Dec 4, 2006

Ward’s alleged campaign finance reform bills die predictable death in lame duck session

It just boggles the mind that all Chris Ward has to do to get on the front page of the Daily Press & Argus is to write a letter. If I were at all cynical I would say this is just one more attempt to help clean up his record for his next run at political office. Has anyone from that newspaper ever asked him a tough question, and if they did ask a tough question did he answer it and did the response ever make it by the editors?

A package of bills pushed by Rep. Chris Ward, R-Brighton Township, was approved by the House but is awaiting action in the Senate, where Majority Leader Ken Sikkema, R-Wyoming, has been reluctant to schedule it for consideration.
A spokesman for Sikkema repeated the senator's stance Friday that he won't bring the bills up.
But Ward argued that, with the lame-duck session under way, now is the perfect time to move forward.
In a letter to Sikkema and Senate Majority Floor Leader Bev Hammerstrom of Temperance, Ward urged action: "I commend you for your efforts to make this lame-duck session as meaningful as possible. This issue rises to that level of importance in my mind, and there is no better time than now when a significant number of members no longer have a vested interest in retaining the status quo."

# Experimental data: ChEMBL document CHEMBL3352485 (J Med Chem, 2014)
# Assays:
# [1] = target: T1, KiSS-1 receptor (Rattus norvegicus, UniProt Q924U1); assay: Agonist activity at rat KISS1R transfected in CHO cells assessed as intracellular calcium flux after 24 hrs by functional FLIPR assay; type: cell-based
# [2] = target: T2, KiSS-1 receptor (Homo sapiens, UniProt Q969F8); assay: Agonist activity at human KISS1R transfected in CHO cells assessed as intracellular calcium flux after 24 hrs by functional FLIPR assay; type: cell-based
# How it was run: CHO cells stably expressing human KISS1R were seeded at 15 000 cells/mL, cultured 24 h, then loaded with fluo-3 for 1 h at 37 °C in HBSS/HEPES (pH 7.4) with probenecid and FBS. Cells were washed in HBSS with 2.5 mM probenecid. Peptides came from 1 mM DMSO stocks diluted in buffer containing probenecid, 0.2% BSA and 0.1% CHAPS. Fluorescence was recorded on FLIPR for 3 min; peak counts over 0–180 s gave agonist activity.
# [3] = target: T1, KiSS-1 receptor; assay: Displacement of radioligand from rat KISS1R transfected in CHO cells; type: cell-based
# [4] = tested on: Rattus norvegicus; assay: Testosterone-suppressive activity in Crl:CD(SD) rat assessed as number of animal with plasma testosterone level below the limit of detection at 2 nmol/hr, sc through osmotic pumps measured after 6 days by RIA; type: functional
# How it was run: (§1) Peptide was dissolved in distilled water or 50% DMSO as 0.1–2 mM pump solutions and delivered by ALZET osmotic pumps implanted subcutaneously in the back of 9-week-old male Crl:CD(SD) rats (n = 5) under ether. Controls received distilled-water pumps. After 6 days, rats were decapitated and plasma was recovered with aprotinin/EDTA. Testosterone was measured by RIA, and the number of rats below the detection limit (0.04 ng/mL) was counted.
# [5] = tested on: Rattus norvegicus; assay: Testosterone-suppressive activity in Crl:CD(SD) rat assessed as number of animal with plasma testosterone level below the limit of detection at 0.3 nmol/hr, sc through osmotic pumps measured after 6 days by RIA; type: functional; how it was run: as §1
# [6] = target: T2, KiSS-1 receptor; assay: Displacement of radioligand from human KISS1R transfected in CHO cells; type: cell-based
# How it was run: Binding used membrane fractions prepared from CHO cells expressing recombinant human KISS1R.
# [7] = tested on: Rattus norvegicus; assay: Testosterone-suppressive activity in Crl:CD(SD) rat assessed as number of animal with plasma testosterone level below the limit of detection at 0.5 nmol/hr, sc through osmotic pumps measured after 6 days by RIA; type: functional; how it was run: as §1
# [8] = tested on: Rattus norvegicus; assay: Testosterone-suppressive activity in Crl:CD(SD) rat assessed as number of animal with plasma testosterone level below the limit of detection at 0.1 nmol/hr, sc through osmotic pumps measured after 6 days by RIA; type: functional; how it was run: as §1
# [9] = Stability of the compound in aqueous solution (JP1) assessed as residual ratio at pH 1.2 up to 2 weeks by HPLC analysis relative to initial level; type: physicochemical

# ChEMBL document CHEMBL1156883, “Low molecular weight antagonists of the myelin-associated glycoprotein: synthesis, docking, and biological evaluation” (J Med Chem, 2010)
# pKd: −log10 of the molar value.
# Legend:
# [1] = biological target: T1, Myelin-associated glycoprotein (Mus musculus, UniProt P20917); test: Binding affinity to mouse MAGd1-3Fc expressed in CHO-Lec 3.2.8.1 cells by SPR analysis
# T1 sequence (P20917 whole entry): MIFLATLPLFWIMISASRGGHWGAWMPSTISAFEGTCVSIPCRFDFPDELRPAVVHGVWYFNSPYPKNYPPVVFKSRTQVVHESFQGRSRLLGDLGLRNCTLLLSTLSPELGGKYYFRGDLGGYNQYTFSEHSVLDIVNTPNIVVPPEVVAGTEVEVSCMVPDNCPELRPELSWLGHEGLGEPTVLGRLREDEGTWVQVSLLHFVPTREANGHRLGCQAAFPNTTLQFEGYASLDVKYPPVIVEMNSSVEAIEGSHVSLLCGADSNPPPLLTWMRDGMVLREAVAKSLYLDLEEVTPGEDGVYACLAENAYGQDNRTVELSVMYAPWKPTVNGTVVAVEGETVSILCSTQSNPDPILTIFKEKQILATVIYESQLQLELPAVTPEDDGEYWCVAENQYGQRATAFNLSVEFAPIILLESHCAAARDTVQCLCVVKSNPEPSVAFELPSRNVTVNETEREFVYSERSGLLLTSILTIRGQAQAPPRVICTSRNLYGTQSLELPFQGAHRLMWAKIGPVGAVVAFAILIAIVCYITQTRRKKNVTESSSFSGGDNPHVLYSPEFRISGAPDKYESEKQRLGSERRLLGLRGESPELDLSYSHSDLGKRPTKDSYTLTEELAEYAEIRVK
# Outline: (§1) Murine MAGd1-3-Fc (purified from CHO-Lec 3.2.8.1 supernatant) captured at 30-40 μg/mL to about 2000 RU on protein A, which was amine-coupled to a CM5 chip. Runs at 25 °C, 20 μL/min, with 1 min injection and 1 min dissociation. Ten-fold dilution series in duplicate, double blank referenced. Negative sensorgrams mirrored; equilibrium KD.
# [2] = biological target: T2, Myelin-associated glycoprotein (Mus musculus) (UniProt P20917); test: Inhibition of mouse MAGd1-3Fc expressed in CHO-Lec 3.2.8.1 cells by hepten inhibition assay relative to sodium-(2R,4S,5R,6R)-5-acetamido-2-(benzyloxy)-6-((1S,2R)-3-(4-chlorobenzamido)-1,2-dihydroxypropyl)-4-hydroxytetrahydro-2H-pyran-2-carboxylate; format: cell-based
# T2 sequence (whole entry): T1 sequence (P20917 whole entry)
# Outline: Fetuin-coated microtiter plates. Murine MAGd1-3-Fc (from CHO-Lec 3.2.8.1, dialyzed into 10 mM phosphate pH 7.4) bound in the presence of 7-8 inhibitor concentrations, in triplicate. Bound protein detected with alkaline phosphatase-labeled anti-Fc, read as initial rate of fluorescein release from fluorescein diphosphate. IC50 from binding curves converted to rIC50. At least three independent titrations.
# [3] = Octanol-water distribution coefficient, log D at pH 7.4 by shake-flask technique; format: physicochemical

This so-called "election campaign finance reform" package of bills that came through the committee Ward chairs does more to benefit his party than anyone else, especially HB 6128. It was the only bill in the five-bill package passed in the House last June that Ward actually sponsored, and it was also the only bill that received any opposition. In fact, it barley passed by five vote because it really benefits his party.

Rich Robinson, Director of the non-partisan Michigan Campaign Finance Network, said in published reports in June that the bill favors Republicans because they rely on wealthy individuals for contributions. He also said an individual who violates the law faces up to three years in prison and fines of up to $5,000 or both, but if a large corporation or company violates the law all they face is a fine of up to $10,000. Huge corporations like Enron, other energy companies and pharmaceutical companies that funnel huge amounts of cash to Republicans would have no deterrent to continuing that practice.

With just three session days remaining in the Lame Duck session, there is little chance the bills will even get to the Senate floor. Perhaps Ward should have looked at real campaign finance reform instead of putting on a show.

With Ward’s record of junkets, free meals from lobbyists, gifts to rich developers and doing the bidding of rich contributors anyone would have been suspicious when he pushed for alleged campaign finance reform.

Veteran journalist Jack Lessenberry was just one who was suspicious of his alleged campaign finance reform, writing, "Be still, my sloshing heart. Actually, my personal blood pump never even skipped a beat once I noticed that the sponsor of these bills was Chris Ward. That is the moral equivalent of Monica Lewinsky opening a charter school of chastity.”

After January we can expect to see a stab taken at passing some real campaign finance reform that benefits the people and not the Republican Party.

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